The gap in support between the coalition Reform Party and the opposition Conservative People's Party of Estonia (EKRE) is continuing to narrow, according to a recent survey.
The research, conducted by pollsters Norstat on behalf of Institute for Social Research (MTÜ Ühiskonnauuringute Instituut, returned 47.3 percent of respondents supporting the two coalition parties – Reform and Center – combined, however, compared with 36.6 percent for the three opposition parties, EKRE, Isamaa and the Social Democratic Party (SDE).
Reform picked up 28.2 percent of support among respondents to the survey, which Norstat conducts on a weekly basis and aggregates over a four-week period, with EKRE in second place on 23 percent, and Center on 19.1 percent.
The non-parliamentary Eesti 200 was next with 12.1 percent, followed by SDE on 7.9 percent and Isamaa on 5.7 percent.
Reform remains in first place, Norstat notes, at a level of support unchanged in the past fortnight, before which its support had shown somewhat of a fall. The gap between it and EKRE is now just over five percentage points, the narrowest it has been since the latter were formed in 2012 and its highest overall level since early 2019.
University of Tartu research Martin Mölder noted that: "The support of the Reform Party has remained the same since Midsummer's Day, but the support of EKRE has increased again, while the support for the Center Party has fallen.
"Support for SDE has flatlined at around 8 percent in recent weeks, while Isamaa's support has remained stable between 5 and 6 percent," he went on.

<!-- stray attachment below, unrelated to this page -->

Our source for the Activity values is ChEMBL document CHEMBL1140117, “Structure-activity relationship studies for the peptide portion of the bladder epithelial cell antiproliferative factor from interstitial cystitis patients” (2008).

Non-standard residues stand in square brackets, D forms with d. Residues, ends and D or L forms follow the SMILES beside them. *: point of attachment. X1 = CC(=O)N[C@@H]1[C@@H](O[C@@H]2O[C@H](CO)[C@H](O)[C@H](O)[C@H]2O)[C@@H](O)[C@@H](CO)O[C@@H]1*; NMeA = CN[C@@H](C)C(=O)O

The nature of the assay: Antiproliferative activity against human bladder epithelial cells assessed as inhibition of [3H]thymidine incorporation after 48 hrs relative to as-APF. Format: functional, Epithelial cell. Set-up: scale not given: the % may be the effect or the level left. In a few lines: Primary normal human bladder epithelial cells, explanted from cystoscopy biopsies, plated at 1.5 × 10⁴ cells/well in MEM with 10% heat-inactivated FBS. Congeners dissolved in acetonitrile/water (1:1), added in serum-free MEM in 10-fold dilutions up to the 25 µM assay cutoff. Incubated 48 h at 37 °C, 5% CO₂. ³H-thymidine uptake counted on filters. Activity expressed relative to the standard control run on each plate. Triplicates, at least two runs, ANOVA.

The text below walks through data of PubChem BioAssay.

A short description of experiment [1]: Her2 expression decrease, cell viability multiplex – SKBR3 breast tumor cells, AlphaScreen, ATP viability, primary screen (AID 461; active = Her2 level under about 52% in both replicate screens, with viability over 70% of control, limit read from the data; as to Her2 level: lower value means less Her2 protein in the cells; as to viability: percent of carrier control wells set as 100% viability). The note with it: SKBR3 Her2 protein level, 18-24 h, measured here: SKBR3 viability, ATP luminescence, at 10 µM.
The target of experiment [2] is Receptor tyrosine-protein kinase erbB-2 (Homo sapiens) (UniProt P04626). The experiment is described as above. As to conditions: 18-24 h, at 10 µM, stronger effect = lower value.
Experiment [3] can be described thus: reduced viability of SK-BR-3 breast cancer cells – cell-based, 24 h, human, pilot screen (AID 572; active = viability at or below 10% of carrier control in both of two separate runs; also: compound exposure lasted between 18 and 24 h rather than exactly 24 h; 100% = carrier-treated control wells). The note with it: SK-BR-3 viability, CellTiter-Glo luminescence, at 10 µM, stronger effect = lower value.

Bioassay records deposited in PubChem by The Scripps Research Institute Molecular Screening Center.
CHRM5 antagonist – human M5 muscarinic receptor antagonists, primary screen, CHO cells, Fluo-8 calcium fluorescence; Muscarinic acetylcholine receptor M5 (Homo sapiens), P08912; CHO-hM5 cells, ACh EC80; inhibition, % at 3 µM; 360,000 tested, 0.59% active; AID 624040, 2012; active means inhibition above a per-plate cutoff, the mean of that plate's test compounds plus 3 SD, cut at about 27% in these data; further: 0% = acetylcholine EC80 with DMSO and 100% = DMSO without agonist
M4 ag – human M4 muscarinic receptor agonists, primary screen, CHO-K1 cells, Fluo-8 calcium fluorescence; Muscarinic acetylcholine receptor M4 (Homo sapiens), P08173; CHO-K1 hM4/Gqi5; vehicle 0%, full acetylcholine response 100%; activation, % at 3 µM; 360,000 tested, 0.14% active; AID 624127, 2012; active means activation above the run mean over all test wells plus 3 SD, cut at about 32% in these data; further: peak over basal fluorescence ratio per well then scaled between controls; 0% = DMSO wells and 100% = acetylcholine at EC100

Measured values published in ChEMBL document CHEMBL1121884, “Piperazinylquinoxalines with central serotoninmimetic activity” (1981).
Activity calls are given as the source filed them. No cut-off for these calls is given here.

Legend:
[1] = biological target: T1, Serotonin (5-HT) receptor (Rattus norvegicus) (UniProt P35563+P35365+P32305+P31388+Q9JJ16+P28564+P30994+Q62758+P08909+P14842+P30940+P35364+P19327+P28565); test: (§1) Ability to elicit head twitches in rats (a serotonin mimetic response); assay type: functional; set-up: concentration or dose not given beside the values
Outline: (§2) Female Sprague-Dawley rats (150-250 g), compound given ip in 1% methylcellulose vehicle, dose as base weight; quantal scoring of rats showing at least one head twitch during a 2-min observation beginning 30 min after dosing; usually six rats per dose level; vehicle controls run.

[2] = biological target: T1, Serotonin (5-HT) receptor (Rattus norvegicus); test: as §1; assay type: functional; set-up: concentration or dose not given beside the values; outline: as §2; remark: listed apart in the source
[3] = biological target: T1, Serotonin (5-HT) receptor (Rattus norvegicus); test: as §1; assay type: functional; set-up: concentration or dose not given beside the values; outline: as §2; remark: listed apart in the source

October sees the local elections held nationwide, and, Mölder noted, Reform has been losing support in some areas of the capital – where it competes with the Center Party – notably Mustamäe and Nõmme, where it was strongest in the last national elections, albeit to the Riigikogu, in March 2019.
Center is in office alone in Tallinn.
In the provinces, Mölder noted that: "As within different groups in society, the political landscape also varies greatly from region to region, and there are clear differences between 'urban' and 'rural' [areas]," noting that Reform and Center tend to do better in the first of these and EKRE more so in the latter.
Reform continues to be strong in its traditional heartland of Tartu city, Mölder noted, as well as Tartu County as a whole, along with Harju and Rapla counties, while Center, despite a decline in support in recent years, continues its healthy situation in Ida-Viru County.
Meanwhile, EKRE is clear leader in most of south Estonia – namely in Võru, Valga, Vilandi, Põlva and Järva counties.
Everywhere else sees a keen battle for first place, principally between Reform and EKRE, he said.
Norstat is one of three major market research firms conducting ratings for the support for Estonia's political parties, with the other two being Turu-uuringute and Kantar Emor.
Editor: Andrew Whyte